It is 2003 and Erik Heller (Joel Kinnaman) breaks into a medical facility in Romania, managing to exit with a young baby girl – and several dead guards in his wake. As he and the baby’s mother flee, they are pursued by all the forces that Marissa (Mireille Enos) can muster. The stark order is the child is to be taken alive – the adults are… disposable. After a fiery end to the chase, Marissa believes everyone has perished.
She is wrong.
2019: Erik lives with his daughter in the Polish wilderness, never venturing out beyond carefully marked borders. For years he has been training ‘Hanna’ (Esme Creed-Miles) to survive, not just against the harsh environment but from anything the world may throw at her and the specific dangers of the past. She can speak many different languages, she knows several fighting techniques, she can kill a man in any number of creative ways. But, as she asks her father, if she is never to venture out into the world, why is he training her so well?
The answer comes when Hanna breaks the rules and goes beyond the tree-line of their wintry home. Her emergence does not go unnoticed. Now, whether Erik or Hanna truly want it, they are going to have to flee into the world – because the world, in particular Marissa, has a long memory and lots of patience.
The 2011 film Hanna starred then rising young star Saoirse Ronan alongside Cate Blanchett and Eric Bana with Joe Wright ably handling proceedings from the director’s chair. A relatively simple premise, compact and streamlined, the film also had a quirky dark humour and several years on, it still holds up to viewing. Ronan already had a self-assured presence (which she has demonstrated in The Lovely Bones and subsequently carried through to the likes of Lady Bird, Little Women and Mary, Queen of Scots), Bana makes a solidly stern but caring father and Blanchett always does well with ice-queen ruthlessness (even if dogged there by an awkward accent).
Hanna is now the latest project to take a feature-film idea and expand it out to a series format (other recent entries have included Condor and Jack Ryan). These adaptations give the creative force behind the production more room to breathe and expand out the story and characters. Usually that’s beneficial, though pacing becomes even more important as anyone who is familiar with the original source material will likely be aware of the slower pace and still need to be entertained. In short, though there’s more time, that time has to be used wisely.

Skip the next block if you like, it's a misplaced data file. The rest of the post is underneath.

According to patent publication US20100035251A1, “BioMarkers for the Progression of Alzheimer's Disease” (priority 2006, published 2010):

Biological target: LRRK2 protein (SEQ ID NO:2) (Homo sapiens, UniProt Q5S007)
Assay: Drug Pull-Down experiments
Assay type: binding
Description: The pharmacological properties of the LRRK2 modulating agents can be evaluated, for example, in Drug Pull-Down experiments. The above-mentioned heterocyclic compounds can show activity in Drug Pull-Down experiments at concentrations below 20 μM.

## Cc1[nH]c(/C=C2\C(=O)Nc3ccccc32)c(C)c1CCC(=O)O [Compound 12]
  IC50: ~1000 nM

Those who are familiar with the film will note that the opening episode (streamed for free for Amazon Prime subscribers for twenty-four hours after the Super Bowl and due to formally land with the other seven episodes in March) sticks to many of the same early beats as the feature, recreating several key scenes from the film’s twenty minutes or so. After an expanded action-packed first act (including baby-stealing, car-chases, antagonistic helicopters and death) things slow down considerably as we move to the present day and explore Hannah’s limited world, gently pushing at the boundaries and wanting to know more, just as she does. The answers, this being a series, come a tad slower and with little real clarity in the opening salvo.
If timing is important, then casting is essential and in recent years there have been notable additions to the gallery of ingenue action stars that refuse to simply play sidekick to older male mentors (a modern trend that goes back to Natalie Portman in Leon). On the big-screen, in addition to 2011’s original Hanna, there was the coldly vampyric Let the Right One In (2008) featuring Lina Leanderssson as the eternal twelve year old (later remade in Hollywood as Let Me In with Chloë Grace Moretz who also impressed as Hit Girl in 2010’s Kick Ass and its 2013 sequel) the silent-but-deadly Dafne Keene quietly stealing 2017’s Logan out from under the claws of Hugh Jackman and in the best-selling The Last of Us 2013 computer game there’s the zombie-fighting Ellie (voiced by Ashley Johnson) who moves centre-stage for the game’s much-anticipated sequel due in the next year).
Here, in the Amazon version, Esme Creed-Miles (daughter of the fearless Samantha Morton, who will next be seen as ‘Alpha’ in The Walking Dead) equally holds her own though with less to work with initially. Esme manages to handle both the physical demands of the role (believably taking down men twice her size in the freezing cold like some wild animal) and the less sure first steps into physical and emotional womanhood that begin to alter Hanna’s perception of her daily existence. Mireille Enos and Joel Kinnaman memorably paired on tv thriller The Bridge and each bring a singular strength to their characters for this, now on opposing but equally ruthless sides – though, so far, they’ve shared no scenes as pursuer and pursued.
The feature film had a distinct offbeat style, one the series has in content but not in visuals, so it will be interesting to see how such elements are represented or reproduced. The opening episode is intriguing enough to attract audiences to stick with the programme / program and find out what Hanna discovers about herself and the world and the eight-episode format seems a good pacing to tell the initial story.
Whether there is scope beyond that, we’ll see, but it’s promising…